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7 definitions found

From: DICT.TW English-Chinese Dictionary 英漢字典

 flock /ˈflɑk/
 群,一群人,大量,棉束(vi.)成群而行,聚集(vt.)用棉束填滿

From: Webster's Revised Unabridged Dictionary (1913)

 Flock, v. t. To flock to; to crowd. [Obs.]
    Good fellows, trooping, flocked me so.   --Taylor (1609).

From: Webster's Revised Unabridged Dictionary (1913)

 Flock, n.
 1. A lock of wool or hair.
    I prythee, Tom, beat Cut's saddle, put a few flocks in the point [pommel].   --Shak.
 2. Woolen or cotton refuse (sing. ∨ pl.), old rags, etc., reduced to a degree of fineness by machinery, and used for stuffing unpholstered furniture.
 3. Very fine, sifted, woolen refuse, especially that from shearing the nap of cloths, used as a coating for wall paper to give it a velvety or clothlike appearance; also, the dust of vegetable fiber used for a similar purpose.
 Flock bed, a bed filled with flocks or locks of coarse wool, or pieces of cloth cut up fine. “Once a flock bed, but repaired with straw.” --Pope.
 Flock paper, paper coated with flock fixed with glue or size.

From: Webster's Revised Unabridged Dictionary (1913)

 Flock n.
 1. A company or collection of living creatures; -- especially applied to sheep and birds, rarely to persons or (except in the plural) to cattle and other large animals; as, a flock of ravenous fowl.
    The heathen . . . came to Nicanor by flocks.   --2 Macc. xiv. 14.
 2. A Christian church or congregation; considered in their relation to the pastor, or minister in charge.
    As half amazed, half frighted all his flock.   --Tennyson.

From: Webster's Revised Unabridged Dictionary (1913)

 Flock, v. i. [imp. & p. p. Flocked p. pr. & vb. n. Flocking.] To gather in companies or crowds.
    Friends daily flock.   --Dryden.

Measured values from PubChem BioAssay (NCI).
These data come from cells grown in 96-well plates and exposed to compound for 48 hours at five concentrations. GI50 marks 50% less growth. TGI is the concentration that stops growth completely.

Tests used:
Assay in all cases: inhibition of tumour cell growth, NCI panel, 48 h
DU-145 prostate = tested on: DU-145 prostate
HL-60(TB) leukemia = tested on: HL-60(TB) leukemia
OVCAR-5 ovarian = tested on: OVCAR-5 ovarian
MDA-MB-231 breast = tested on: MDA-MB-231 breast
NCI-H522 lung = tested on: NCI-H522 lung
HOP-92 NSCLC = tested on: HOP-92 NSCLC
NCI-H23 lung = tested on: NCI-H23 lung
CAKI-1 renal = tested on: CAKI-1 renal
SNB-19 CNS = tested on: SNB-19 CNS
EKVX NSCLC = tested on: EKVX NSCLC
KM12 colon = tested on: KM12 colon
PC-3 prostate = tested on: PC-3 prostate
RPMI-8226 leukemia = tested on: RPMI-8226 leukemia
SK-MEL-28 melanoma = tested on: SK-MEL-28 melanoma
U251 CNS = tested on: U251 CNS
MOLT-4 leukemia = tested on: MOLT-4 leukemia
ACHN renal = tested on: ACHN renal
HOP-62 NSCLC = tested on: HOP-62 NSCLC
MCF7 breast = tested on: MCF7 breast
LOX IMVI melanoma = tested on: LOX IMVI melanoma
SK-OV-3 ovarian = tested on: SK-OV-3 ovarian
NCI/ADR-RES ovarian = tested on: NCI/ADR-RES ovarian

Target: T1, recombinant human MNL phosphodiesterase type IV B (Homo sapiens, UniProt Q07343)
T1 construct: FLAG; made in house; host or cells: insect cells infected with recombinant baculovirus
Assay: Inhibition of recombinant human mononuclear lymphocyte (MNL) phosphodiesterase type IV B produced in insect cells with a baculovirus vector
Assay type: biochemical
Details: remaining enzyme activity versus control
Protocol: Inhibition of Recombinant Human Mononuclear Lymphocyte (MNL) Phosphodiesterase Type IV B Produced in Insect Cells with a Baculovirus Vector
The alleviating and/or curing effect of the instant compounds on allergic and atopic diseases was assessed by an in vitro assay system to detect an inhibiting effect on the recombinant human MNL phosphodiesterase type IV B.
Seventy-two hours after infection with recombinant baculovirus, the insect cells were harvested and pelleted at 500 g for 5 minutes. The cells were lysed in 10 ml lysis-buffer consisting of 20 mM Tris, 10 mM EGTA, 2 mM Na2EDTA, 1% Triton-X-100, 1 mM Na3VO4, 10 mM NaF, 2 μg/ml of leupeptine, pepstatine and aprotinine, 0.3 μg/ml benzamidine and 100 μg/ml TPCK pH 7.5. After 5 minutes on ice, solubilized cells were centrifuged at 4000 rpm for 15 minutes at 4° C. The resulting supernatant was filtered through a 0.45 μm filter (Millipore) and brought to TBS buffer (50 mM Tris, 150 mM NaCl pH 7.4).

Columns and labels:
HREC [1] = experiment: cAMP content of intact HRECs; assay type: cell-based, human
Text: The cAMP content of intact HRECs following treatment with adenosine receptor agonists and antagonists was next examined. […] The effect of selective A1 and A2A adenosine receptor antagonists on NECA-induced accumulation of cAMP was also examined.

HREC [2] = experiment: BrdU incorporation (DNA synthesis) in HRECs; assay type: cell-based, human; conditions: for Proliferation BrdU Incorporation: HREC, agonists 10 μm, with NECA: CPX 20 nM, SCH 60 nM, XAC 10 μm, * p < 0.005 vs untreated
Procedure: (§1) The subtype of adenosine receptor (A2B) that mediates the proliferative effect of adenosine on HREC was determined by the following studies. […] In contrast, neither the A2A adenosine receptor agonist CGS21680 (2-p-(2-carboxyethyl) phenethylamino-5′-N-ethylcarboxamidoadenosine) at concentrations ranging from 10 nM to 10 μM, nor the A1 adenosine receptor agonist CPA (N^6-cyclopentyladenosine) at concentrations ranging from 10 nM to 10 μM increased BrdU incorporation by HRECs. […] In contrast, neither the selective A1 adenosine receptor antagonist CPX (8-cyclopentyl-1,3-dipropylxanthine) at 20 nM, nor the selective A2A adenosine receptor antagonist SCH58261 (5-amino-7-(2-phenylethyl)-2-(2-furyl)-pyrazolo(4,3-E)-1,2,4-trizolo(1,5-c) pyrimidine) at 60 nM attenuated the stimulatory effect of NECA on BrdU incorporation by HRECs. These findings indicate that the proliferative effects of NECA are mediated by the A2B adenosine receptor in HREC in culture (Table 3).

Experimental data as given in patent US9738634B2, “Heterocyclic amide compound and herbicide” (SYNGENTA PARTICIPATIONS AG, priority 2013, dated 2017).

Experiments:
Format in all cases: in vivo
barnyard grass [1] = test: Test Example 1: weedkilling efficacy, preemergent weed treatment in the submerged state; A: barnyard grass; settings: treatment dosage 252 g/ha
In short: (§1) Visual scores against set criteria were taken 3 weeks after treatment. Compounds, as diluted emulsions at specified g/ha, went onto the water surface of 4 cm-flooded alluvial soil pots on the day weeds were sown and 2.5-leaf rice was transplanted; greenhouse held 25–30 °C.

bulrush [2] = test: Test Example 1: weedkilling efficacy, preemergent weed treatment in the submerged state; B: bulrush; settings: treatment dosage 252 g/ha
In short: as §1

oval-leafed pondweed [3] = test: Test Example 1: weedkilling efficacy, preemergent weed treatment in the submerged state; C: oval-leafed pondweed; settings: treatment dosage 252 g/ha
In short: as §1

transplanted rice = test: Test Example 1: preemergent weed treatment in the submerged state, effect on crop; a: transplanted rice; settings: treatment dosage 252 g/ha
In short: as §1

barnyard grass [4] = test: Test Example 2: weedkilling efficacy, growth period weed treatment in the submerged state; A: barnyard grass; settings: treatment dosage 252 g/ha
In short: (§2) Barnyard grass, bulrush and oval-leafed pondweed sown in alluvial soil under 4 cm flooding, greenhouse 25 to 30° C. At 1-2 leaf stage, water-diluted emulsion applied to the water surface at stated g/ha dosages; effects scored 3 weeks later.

Flocking fowl Zool., the greater scaup duck.

From: Webster's Revised Unabridged Dictionary (1913)

 Flock, v. t. To coat with flock, as wall paper; to roughen the surface of (as glass) so as to give an appearance of being covered with fine flock.
 

From: WordNet (r) 2.0

 flock
      n 1: a church congregation guided by a pastor
      2: a group of birds
      3: (often followed by `of') a large number or amount or extent;
         "a batch of letters"; "a deal of trouble"; "a lot of
         money"; "he made a mint on the stock market"; "it must
         have cost plenty" [syn: batch, deal, good deal, great
         deal, hatful, heap, lot, mass, mess, mickle,
         mint, muckle, peck, pile, plenty, pot, quite
         a little, raft, sight, slew, spate, stack, tidy
         sum, wad, whole lot, whole slew]
      4: an orderly crowd; "a troop of children" [syn: troop]
      5: a group of sheep or goats
      v 1: move as a crowd or in a group; "Tourists flocked to the
           shrine where the statue was said to have shed tears"
      2: come together as in a cluster or flock; "The poets
         constellate in this town every summer" [syn: cluster, constellate,
          clump]